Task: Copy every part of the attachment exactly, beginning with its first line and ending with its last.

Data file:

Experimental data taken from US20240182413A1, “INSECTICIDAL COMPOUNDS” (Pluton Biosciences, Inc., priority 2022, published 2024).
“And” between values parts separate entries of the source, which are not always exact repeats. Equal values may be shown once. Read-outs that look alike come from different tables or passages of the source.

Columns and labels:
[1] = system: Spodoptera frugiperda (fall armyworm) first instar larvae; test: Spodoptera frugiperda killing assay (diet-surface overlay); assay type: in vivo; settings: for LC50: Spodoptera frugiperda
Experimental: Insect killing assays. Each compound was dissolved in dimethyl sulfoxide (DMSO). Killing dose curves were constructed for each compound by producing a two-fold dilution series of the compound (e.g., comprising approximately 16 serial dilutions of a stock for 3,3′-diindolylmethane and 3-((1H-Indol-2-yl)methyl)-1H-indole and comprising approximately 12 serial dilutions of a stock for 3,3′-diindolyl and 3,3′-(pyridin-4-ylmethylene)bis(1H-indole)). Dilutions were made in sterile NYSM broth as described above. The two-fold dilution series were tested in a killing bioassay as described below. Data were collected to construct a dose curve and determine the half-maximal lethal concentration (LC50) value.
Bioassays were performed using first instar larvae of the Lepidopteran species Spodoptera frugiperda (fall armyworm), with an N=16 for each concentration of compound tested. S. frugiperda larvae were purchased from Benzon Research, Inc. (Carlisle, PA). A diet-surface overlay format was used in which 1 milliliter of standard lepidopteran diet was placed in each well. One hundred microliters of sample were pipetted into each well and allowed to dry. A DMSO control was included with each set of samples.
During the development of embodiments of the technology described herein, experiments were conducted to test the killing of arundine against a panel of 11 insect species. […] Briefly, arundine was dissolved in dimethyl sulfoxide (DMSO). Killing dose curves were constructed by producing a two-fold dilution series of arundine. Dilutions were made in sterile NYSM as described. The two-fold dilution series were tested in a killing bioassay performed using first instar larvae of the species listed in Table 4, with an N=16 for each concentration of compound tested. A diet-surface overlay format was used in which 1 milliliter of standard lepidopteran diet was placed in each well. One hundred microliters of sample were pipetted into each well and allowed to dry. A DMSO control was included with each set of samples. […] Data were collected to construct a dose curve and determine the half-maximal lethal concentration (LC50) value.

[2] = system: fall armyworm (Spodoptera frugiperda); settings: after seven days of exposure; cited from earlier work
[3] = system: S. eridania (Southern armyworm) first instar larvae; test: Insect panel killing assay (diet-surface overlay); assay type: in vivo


Experimental data taken from US20240182413A1, “INSECTICIDAL COMPOUNDS” (Pluton Biosciences, Inc., priority 2022, published 2024).
“And” between values parts separate entries of the source, which are not always exact repeats. Equal values may be shown once. Read-outs that look alike come from different tables or passages of the source.

Columns and labels:
[1] = system: Spodoptera frugiperda (fall armyworm) first instar larvae; test: Spodoptera frugiperda killing assay (diet-surface overlay); assay type: in vivo; settings: for LC50: Spodoptera frugiperda
Experimental: Insect killing assays. Each compound was dissolved in dimethyl sulfoxide (DMSO). Killing dose curves were constructed for each compound by producing a two-fold dilution series of the compound (e.g., comprising approximately 16 serial dilutions of a stock for 3,3′-diindolylmethane and 3-((1H-Indol-2-yl)methyl)-1H-indole and comprising approximately 12 serial dilutions of a stock for 3,3′-diindolyl and 3,3′-(pyridin-4-ylmethylene)bis(1H-indole)). Dilutions were made in sterile NYSM broth as described above. The two-fold dilution series were tested in a killing bioassay as described below. Data were collected to construct a dose curve and determine the half-maximal lethal concentration (LC50) value.
Bioassays were performed using first instar larvae of the Lepidopteran species Spodoptera frugiperda (fall armyworm), with an N=16 for each concentration of compound tested. S. frugiperda larvae were purchased from Benzon Research, Inc. (Carlisle, PA). A diet-surface overlay format was used in which 1 milliliter of standard lepidopteran diet was placed in each well. One hundred microliters of sample were pipetted into each well and allowed to dry. A DMSO control was included with each set of samples.
During the development of embodiments of the technology described herein, experiments were conducted to test the killing of arundine against a panel of 11 insect species. […] Briefly, arundine was dissolved in dimethyl sulfoxide (DMSO). Killing dose curves were constructed by producing a two-fold dilution series of arundine. Dilutions were made in sterile NYSM as described. The two-fold dilution series were tested in a killing bioassay performed using first instar larvae of the species listed in Table 4, with an N=16 for each concentration of compound tested. A diet-surface overlay format was used in which 1 milliliter of standard lepidopteran diet was placed in each well. One hundred microliters of sample were pipetted into each well and allowed to dry. A DMSO control was included with each set of samples. […] Data were collected to construct a dose curve and determine the half-maximal lethal concentration (LC50) value.

[2] = system: fall armyworm (Spodoptera frugiperda); settings: after seven days of exposure; cited from earlier work
[3] = system: S. eridania (Southern armyworm) first instar larvae; test: Insect panel killing assay (diet-surface overlay); assay type: in vivo